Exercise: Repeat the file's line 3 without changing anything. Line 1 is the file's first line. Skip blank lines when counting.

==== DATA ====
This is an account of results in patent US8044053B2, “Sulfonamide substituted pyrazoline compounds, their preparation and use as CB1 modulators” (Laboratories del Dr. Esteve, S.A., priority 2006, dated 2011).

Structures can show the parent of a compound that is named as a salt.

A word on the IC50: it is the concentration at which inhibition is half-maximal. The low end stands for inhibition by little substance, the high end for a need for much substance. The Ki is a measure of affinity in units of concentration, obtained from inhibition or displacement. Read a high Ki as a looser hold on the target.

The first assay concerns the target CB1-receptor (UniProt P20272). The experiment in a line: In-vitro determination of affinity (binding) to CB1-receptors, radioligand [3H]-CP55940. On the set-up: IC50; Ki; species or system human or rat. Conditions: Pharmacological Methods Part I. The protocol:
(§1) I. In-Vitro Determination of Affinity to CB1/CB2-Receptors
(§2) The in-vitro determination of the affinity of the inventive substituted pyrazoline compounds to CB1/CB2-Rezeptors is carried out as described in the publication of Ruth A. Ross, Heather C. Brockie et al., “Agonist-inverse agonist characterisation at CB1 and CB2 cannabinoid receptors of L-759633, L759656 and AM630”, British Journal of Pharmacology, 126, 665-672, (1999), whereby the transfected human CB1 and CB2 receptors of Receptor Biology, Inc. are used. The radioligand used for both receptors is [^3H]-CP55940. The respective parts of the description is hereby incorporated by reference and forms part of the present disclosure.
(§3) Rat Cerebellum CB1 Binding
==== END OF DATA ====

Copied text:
A word on the IC50: it is the concentration at which inhibition is half-maximal. The low end stands for inhibition by little substance, the high end for a need for much substance. The Ki is a measure of affinity in units of concentration, obtained from inhibition or displacement. Read a high Ki as a looser hold on the target.